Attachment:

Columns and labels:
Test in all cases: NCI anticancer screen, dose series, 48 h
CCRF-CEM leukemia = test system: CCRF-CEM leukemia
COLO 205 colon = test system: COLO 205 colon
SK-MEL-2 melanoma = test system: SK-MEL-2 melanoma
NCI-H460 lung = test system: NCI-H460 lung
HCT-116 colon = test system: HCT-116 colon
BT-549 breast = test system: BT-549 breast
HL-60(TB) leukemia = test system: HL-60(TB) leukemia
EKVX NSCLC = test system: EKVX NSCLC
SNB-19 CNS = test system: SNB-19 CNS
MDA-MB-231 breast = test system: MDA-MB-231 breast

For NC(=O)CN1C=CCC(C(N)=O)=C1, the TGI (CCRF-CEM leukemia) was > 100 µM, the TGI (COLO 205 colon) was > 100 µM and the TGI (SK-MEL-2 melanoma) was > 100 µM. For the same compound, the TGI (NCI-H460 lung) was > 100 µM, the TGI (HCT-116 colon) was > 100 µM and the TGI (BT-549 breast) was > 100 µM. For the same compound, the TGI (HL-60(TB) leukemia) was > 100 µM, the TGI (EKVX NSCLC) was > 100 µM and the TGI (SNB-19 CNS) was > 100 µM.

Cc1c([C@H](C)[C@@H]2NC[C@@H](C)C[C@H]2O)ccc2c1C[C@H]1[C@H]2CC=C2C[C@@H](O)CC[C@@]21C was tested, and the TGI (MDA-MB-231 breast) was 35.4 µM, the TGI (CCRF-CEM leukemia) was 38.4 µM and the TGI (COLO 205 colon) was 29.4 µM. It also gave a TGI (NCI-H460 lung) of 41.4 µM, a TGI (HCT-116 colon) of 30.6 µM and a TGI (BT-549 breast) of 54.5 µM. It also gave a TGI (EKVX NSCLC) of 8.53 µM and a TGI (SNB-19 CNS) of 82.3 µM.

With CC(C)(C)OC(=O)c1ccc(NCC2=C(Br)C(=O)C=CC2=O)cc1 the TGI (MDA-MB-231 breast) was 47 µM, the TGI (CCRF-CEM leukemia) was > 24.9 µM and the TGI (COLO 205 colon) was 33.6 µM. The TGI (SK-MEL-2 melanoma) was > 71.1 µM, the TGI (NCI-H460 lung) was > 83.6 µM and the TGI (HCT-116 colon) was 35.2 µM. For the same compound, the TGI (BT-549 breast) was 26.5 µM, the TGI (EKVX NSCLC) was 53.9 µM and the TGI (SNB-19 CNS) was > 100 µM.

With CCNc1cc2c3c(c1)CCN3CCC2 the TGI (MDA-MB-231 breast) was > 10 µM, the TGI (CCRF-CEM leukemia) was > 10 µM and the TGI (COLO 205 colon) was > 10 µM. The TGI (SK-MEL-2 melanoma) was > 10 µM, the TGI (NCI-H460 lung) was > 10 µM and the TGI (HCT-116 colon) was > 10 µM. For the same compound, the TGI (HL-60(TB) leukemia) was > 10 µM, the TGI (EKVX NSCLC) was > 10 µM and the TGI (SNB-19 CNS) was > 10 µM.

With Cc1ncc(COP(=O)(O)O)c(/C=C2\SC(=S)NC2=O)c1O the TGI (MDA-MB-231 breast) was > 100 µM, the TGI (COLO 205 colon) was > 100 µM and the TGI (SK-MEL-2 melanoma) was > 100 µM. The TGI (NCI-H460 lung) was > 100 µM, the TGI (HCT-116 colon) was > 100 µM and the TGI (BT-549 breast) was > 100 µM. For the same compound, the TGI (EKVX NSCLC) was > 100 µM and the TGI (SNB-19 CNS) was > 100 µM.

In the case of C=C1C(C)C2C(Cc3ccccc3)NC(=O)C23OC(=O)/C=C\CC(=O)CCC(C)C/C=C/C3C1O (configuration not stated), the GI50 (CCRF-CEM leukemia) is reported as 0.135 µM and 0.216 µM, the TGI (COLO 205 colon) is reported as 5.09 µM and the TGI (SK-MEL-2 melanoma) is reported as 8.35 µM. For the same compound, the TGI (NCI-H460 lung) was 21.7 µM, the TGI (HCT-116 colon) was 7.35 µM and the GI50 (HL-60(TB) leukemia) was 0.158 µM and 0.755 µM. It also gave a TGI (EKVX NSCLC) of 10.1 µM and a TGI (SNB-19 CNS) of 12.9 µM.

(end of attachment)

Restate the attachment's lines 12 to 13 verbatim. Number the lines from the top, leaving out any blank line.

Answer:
MDA-MB-231 breast = test system: MDA-MB-231 breast

For NC(=O)CN1C=CCC(C(N)=O)=C1, the TGI (CCRF-CEM leukemia) was > 100 µM, the TGI (COLO 205 colon) was > 100 µM and the TGI (SK-MEL-2 melanoma) was > 100 µM. For the same compound, the TGI (NCI-H460 lung) was > 100 µM, the TGI (HCT-116 colon) was > 100 µM and the TGI (BT-549 breast) was > 100 µM. For the same compound, the TGI (HL-60(TB) leukemia) was > 100 µM, the TGI (EKVX NSCLC) was > 100 µM and the TGI (SNB-19 CNS) was > 100 µM.